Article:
No Calorie Option: Miracle Noodle Shirataki Noodles
How To Make Keto Sausage Pasta w/ Shirataki Noodles
- 8 oz Shirataki Noodles
- 1 sugar-free beef sausage
- ¼ cup Pecorino Romano Cheese, grated
- 2 tbsp grass-fed butter
- ¼ cup organic heavy cream
- 1 tsp dried parsley
- garlic powder, salt, and pepper to taste
- Dry off the shirataki noodles thoroughly. Filter out all of the water, then pat dry using a paper towel. Cook the noodles for 5 to 10 minutes to completely dry them. This will remove the fishy odor from the noodles.
- Cook the sausage on medium heat until cooked. Set it as aside.
- In the same pan, add butter and cream. Scrape the bottom of the pan to get all the sausage flavor.
- Add parsley, cheese, salt, and pepper. Mix thoroughly until cheese is fully melted.
- Add noodles into the sauce. Toss to coat the noodles.
- Slice sausage then place it on top.
- Add grated cheese and parsley on top.
- Serve and enjoy.
Other Delicious Keto Recipes w/ Shirataki Noodles
Here are other delicious keto recipes with shirataki noodles that you can try. Click any of the pictures below for the recipe.
Shirataki Noodle FAQs
Shirataki noodles are keto-friendly because it contains almost no carbs and calories. It is made of 97% water and 3% glucomannan fiber. Glucomannan is a naturally-occurring ingredient from roots of elephant yam and it is linked to several health benefits such as suppressing appetite and lowering both blood sugar and insulin levels. Shirataki noodles are the perfect substitute for pasta and noodles when following a keto diet.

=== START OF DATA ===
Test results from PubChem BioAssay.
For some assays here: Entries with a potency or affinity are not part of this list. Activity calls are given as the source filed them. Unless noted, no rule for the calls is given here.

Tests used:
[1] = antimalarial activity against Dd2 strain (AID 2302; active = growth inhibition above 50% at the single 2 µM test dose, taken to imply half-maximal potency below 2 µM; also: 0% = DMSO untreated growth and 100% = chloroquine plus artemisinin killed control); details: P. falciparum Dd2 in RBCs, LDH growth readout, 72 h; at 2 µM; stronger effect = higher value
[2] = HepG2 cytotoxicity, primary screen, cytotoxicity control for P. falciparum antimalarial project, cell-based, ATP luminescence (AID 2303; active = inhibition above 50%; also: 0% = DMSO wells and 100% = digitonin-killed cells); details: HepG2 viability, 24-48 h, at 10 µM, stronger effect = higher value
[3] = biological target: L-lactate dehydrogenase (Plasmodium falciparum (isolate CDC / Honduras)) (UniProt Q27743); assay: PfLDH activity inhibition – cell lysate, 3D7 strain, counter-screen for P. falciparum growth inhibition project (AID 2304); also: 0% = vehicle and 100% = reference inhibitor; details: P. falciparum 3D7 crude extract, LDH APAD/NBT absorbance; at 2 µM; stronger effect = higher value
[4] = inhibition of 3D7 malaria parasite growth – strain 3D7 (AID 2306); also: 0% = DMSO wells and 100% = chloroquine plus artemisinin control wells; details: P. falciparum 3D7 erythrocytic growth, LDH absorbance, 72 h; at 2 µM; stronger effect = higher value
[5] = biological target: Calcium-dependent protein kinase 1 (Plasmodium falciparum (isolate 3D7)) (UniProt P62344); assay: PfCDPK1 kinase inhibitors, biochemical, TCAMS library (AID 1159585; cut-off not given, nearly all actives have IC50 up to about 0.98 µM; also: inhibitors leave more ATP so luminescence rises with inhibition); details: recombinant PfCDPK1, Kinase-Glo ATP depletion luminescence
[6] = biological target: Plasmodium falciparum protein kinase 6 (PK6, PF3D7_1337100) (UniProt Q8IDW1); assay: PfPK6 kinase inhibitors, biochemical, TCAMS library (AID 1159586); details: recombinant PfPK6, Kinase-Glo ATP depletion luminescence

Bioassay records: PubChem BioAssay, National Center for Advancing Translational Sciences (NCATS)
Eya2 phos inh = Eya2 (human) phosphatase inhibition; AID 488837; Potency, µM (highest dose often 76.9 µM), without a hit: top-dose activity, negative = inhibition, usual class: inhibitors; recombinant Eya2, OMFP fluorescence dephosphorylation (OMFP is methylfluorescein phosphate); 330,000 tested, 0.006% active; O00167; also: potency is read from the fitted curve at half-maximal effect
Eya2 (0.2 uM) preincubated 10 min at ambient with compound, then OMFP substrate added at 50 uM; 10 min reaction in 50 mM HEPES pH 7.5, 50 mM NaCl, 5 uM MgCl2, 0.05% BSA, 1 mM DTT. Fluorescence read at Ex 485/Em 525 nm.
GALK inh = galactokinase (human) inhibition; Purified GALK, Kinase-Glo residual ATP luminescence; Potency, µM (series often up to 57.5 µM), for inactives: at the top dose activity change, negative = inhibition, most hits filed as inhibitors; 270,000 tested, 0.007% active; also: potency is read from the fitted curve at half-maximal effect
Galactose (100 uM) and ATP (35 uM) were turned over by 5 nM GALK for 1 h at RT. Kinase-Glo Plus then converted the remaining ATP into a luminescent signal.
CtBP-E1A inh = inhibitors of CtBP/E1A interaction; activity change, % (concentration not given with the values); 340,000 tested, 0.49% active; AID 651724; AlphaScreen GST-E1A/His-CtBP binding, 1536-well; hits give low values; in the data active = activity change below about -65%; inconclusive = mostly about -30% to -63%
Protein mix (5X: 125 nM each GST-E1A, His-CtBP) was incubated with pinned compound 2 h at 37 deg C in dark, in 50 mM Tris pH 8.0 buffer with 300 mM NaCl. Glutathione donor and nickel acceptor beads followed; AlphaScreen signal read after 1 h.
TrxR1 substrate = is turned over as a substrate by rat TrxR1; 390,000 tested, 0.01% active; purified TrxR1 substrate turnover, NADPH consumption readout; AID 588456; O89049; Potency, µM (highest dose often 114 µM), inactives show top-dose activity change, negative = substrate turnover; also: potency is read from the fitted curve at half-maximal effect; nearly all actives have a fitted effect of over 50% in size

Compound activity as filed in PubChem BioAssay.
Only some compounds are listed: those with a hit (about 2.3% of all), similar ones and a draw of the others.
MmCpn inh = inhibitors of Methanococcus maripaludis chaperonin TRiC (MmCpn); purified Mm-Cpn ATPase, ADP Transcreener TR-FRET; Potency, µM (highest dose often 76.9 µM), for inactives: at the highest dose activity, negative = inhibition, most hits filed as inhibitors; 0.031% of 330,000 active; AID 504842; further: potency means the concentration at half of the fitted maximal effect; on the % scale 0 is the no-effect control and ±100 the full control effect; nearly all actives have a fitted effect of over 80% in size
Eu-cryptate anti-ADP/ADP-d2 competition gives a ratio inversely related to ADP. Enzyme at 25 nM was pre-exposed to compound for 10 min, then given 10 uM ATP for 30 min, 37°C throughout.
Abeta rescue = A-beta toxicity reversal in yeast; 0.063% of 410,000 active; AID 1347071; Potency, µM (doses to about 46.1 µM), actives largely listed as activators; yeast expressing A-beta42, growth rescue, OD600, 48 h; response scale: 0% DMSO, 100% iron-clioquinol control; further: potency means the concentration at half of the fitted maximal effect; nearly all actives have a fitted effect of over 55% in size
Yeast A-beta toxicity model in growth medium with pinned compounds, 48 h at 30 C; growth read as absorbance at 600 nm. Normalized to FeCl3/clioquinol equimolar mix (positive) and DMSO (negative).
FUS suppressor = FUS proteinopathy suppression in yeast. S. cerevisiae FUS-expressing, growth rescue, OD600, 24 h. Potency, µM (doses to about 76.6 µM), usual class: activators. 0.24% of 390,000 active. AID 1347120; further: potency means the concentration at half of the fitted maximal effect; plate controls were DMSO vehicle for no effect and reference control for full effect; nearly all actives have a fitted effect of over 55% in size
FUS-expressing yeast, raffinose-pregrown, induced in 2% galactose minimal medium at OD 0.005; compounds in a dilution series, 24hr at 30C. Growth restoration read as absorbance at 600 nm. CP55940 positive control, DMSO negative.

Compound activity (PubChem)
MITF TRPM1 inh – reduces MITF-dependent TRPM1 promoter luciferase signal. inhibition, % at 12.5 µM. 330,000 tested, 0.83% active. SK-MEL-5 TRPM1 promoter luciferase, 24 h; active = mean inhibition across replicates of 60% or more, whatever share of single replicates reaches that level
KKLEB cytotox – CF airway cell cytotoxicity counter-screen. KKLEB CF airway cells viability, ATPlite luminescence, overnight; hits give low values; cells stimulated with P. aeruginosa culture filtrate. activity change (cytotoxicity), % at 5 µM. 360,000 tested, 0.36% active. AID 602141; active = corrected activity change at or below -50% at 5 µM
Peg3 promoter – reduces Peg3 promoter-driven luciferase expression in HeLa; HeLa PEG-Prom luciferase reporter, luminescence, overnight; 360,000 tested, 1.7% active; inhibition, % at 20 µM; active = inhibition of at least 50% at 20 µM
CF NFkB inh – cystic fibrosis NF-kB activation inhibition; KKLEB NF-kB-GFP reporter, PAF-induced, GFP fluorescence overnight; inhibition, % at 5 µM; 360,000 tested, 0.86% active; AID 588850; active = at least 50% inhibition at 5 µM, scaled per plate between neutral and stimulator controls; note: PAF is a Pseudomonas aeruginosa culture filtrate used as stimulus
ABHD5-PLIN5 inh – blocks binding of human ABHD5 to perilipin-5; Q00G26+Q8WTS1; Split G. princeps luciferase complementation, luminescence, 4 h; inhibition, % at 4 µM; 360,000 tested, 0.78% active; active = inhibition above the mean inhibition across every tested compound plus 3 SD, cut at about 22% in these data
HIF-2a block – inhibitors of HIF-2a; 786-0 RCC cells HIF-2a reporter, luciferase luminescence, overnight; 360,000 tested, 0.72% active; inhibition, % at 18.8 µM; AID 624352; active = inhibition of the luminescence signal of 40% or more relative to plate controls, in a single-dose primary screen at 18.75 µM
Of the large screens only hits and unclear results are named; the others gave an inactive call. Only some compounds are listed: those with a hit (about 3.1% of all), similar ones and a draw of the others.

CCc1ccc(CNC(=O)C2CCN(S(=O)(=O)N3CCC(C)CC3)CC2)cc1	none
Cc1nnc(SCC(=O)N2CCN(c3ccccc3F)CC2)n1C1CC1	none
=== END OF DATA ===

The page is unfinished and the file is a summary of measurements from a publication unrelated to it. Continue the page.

Shirataki noodles are made from a tuber called konjac. The starchy part, glucomannan, is extracted from the tuber then mixed with limewater and water to turn it into a mixture called konnyaku. Konyakku is then shredded to form into shirataki noodles.
Shirataki noodles have no real flavor on its own since it is just made of mostly water and glucomannan fiber. However, some shirataki noodle brands smell like fish and that might affect the taste of the noodles. Make sure to thoroughly wash and dry the noodles as you prepare them to remove its fishy smell.
Shirataki noodles are gluten-free since it is just made of water and glucomannan fiber. They don’t contain wheat, rye, barley, or rice.
Shirataki noodles are vegan since it is just made of 97% water and 3% glucomannan fiber from the roots of the konjac plant.
It depends on the shirataki noodle brand. Most brands don’t contain any carbs or calories at all. For some brands, the carbs are all coming from dietary fiber which is not usually absorbed by the body. Thus, shirataki noodles can be considered as a zero net carb food.
Most shirataki noodle brands expire within 12 months after the manufacture date.
Unopened shirataki noodles can be left at room temperature, but it is recommended to store them in the refrigerator for best results.
Shirataki noodles are sugar-free and have a glycemic index of 0. Moreover, its glucomannan content is known to reduce both the blood sugar and insulin levels in the body. Thus, shirataki noodles are good for diabetics.
Shirataki noodles are not the same as tofu although there are brands such as House Foods that has tofu in their shirataki noodles.
It is not recommended to freeze shirataki noodles since it may damage the structure of the noodles and cause its package to leak or burst.
Most people find shirataki noodles to have a fishy-smelling liquid once they open the package. Actually, the liquid is just plain water that has absorbed the odor of the konjac plant. Thus, it’s crucial to rinse the noodles very well for a few minutes under running water to remove most of the odor.
Don’t forget to share this Shirataki Keto Guide with your friends!